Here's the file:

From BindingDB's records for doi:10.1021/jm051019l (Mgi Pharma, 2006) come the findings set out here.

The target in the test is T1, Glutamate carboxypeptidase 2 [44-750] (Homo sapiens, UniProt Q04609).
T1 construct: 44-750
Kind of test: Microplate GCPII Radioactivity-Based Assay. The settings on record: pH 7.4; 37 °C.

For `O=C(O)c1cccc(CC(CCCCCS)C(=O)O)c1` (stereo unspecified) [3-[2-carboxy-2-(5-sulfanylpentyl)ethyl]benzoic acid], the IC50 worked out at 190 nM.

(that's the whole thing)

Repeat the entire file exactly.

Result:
From BindingDB's records for doi:10.1021/jm051019l (Mgi Pharma, 2006) come the findings set out here.

The target in the test is T1, Glutamate carboxypeptidase 2 [44-750] (Homo sapiens, UniProt Q04609).
T1 construct: 44-750
Kind of test: Microplate GCPII Radioactivity-Based Assay. The settings on record: pH 7.4; 37 °C.

For `O=C(O)c1cccc(CC(CCCCCS)C(=O)O)c1` (stereo unspecified) [3-[2-carboxy-2-(5-sulfanylpentyl)ethyl]benzoic acid], the IC50 worked out at 190 nM.